Lymphoid tissue


The thymus is a primary lymphoid organ and the site of maturation for T cells, the lymphocytes of the adaptive immune system. The thymus increases in size from birth in response to postnatal antigen stimulation, then to puberty and regresses thereafter. [9] The loss or lack of the thymus results in severe immunodeficiency and subsequent high susceptibility to infection. [9] In most species, the thymus consists of lobules divided by septa which are made up of epithelium and is therefore an epithelial organ. T cells mature from thymocytes, proliferate and undergo selection process in the thymic cortex before entering the medulla to interact with epithelial cells.

The thymus provides an inductive environment for development of T cells from hematopoietic progenitor cells. In addition, thymic stromal cells allow for the selection of a functional and self-tolerant T cell repertoire. Therefore, one of the most important roles of the thymus is the induction of central tolerance.

The thymus is largest and most active during the neonatal and pre-adolescent periods. By the early teens, the thymus begins to atrophy and thymic stroma is mostly replaced by adipose tissue. Nevertheless, residual T lymphopoiesis continues throughout adult life.


The main functions of the spleen are:

  1. to produce immune cells to fight antigens
  2. to remove particulate matter and aged blood cells, mainly red blood cells.
  3. to produce blood cells during fetal life

The spleen synthesizes antibodies in its white pulp and removes antibody-coated bacteria and antibody-coated blood cells by way of blood and lymph node circulation. A study published in 2009 using mice found that the spleen contains, in its reserve, half of the body's monocytes within the red pulp. [10] These monocytes, upon moving to injured tissue (such as the heart), turn into dendritic cells and macrophages while promoting tissue healing. [10] [11] [12] The spleen is a center of activity of the mononuclear phagocyte system and can be considered analogous to a large lymph node, as its absence causes a predisposition to certain infections.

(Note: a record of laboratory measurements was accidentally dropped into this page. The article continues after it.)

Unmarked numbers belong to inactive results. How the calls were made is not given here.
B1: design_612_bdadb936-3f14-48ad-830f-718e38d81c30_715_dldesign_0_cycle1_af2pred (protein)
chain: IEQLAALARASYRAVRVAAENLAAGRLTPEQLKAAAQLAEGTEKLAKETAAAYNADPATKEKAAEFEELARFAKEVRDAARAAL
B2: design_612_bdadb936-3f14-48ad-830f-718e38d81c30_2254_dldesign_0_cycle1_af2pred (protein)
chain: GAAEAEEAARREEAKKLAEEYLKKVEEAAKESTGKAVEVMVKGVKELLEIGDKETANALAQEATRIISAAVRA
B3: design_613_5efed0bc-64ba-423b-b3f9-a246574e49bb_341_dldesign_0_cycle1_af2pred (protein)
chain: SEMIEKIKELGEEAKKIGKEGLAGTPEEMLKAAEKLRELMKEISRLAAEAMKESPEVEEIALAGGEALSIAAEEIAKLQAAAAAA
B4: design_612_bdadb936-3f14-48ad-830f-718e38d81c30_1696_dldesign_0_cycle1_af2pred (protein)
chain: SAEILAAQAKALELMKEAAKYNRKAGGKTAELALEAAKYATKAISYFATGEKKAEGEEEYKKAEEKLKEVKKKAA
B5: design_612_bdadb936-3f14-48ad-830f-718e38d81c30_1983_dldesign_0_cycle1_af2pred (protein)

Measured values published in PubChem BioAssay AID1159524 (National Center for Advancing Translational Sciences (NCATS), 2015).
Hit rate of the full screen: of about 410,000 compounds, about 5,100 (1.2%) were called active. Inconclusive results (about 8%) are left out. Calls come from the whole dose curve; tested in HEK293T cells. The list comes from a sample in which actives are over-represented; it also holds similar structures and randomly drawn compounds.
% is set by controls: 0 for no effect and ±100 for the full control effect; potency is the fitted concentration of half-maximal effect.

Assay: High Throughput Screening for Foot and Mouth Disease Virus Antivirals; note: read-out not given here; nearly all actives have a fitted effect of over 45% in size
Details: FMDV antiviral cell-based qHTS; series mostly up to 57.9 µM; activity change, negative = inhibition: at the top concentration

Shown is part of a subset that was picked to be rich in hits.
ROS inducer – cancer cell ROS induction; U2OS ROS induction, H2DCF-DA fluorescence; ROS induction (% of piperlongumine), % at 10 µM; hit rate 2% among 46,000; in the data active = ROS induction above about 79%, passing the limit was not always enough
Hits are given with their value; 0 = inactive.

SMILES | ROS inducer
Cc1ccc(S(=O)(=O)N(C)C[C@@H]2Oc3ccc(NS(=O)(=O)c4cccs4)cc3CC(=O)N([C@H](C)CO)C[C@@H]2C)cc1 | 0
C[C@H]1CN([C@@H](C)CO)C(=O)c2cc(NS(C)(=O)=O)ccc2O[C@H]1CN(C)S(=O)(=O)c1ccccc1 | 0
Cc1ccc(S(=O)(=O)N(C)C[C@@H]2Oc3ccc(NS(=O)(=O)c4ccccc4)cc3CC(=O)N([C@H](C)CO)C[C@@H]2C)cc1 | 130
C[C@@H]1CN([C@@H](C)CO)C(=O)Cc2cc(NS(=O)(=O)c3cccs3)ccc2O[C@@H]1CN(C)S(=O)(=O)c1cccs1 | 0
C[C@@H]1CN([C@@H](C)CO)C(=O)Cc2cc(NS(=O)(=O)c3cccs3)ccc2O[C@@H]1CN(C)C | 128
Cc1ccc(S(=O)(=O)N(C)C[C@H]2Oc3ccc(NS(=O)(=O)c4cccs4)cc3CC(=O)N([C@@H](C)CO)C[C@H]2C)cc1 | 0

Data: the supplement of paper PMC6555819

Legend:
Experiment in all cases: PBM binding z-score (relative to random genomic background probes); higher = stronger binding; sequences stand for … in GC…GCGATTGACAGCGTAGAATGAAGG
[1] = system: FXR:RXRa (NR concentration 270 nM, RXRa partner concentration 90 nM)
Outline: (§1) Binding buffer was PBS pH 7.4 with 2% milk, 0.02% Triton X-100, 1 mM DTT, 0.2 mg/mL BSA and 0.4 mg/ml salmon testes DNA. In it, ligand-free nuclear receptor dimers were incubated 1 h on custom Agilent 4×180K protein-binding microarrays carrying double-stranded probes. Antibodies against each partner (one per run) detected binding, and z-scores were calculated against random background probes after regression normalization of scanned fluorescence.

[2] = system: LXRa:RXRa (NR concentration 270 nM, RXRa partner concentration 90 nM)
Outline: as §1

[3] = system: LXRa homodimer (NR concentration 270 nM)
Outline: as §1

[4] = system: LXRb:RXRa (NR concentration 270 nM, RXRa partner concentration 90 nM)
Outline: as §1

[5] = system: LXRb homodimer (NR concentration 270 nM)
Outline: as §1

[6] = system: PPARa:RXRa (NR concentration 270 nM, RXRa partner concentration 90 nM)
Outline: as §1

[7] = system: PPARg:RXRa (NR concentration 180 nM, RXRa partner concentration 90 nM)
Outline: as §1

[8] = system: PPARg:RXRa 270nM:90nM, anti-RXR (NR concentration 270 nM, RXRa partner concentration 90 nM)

Like the thymus, the spleen has only efferent lymphatic vessels. Both the short gastric arteries and the splenic artery supply it with blood. [13]

The germinal centers are supplied by arterioles called penicilliary radicles. [14]

Up to the fifth month of prenatal development the spleen creates red blood cells. After birth the bone marrow is solely responsible for hematopoiesis. As a major lymphoid organ and a central player in the reticuloendothelial system, the spleen retains the ability to produce lymphocytes. The spleen stores red blood cells and lymphocytes. It can store enough blood cells to help in an emergency. Up to 25% of lymphocytes can be stored at any one time. [15]

Lymph nodes

A lymph node showing afferent and efferent lymphatic vessels Illu lymph node structure.png
A lymph node showing afferent and efferent lymphatic vessels

A lymph node is an organized collection of lymphoid tissue, through which the lymph passes on its way back to the blood. Lymph nodes are located at intervals along the lymphatic system. Several afferent lymph vessels bring in lymph, which percolates through the substance of the lymph node, and is then drained out by an efferent lymph vessel. There are between five and six hundred lymph nodes in the human body, many of which are grouped in clusters in different regions as in the underarm and abdominal areas. Lymph node clusters are commonly found at the base of limbs (groin, armpits) and in the neck, where lymph is collected from regions of the body likely to sustain pathogen contamination from injuries.

The substance of a lymph node consists of lymphoid follicles in an outer portion called the cortex. The inner portion of the node is called the medulla, which is surrounded by the cortex on all sides except for a portion known as the hilum. The hilum presents as a depression on the surface of the lymph node, causing the otherwise spherical lymph node to be bean-shaped or ovoid. The efferent lymph vessel directly emerges from the lymph node at the hilum. The arteries and veins supplying the lymph node with blood enter and exit through the hilum.

The region of the lymph node called the paracortex immediately surrounds the medulla. Unlike the cortex, which has mostly immature T cells, or thymocytes, the paracortex has a mixture of immature and mature T cells. Lymphocytes enter the lymph nodes through specialised high endothelial venules found in the paracortex.